In order for the email campaign to be effective, however, you need to always have something interesting to say and at the same time, something of value to give. You should think about discounts for new clients, new services, free services and so on. If you are willing to give away some things, your customers may also return your favors. For example, CMI is sending a daily newsletter with their newest blog post. In this way they connect with me every time they have something new to share.
Finally, your email marketing campaign can only succeed if you have a relevant list of quality consumers to target with your messages. Building a quality email list helps your marketing campaign succeed because it targets consumers already interested in your product. Many people end up on email lists because they sign up voluntarily. With a list of relevant consumers, you are putting ads in front of the eyeballs of consumers with an expressed interest in the products and services you promote.
As you consider building your own email list and sending periodic emails to engage potential clients, think about this: How do you feel about the emails you get that you do enjoy? Can you be that for someone else? Of course, you can! I stay subscribed to a handful of email lists that give me consistent value—personally and in business. Many are from people who inspire me from what they do. These are people I like being reminded of and thinking about once in a while for inspiration and motivation.
If you’re new to this, you’re definitely going to face some personal resistance. After all, even if you have no hang-ups pestering people in their inbox, you’re still going to be putting your ideas and thoughts out into the world and that can be scary. We all hope that our content will be coherent, useful, not invasive or annoying and please god never offensive to anyone! For anyone who is not seasoned in the arena of public opinion, critique and criticism, putting yourself “out there” in those first few articles or emails will be nerve-racking.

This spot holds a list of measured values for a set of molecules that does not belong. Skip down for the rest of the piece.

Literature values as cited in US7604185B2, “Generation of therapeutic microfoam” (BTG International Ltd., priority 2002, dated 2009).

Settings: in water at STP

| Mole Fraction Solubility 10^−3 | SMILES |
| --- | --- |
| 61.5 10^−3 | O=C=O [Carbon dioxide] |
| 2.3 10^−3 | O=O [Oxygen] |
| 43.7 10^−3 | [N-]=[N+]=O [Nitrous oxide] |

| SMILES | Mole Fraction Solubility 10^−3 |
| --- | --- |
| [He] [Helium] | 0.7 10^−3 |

Buy Lists: While buying email lists might seem like a quick and easy way to expand your reach, you definitely do not get the bang for your buck for which you’re looking. Buying email lists can not only negatively impact the standing of your domain and the deliverability of your emails, but you’ll also find out that these are not quality lists. Email marketing is most effective when you deliver a relevant, helpful message to people who have at least some familiarity with your brand and have asked to receive that information. When you buy lists, the people you email likely don’t have any familiarity with your brand and have not asked for you to communicate with them. Additionally, because you likely know very little about them, it’s difficult to ensure you’re sending relevant communications.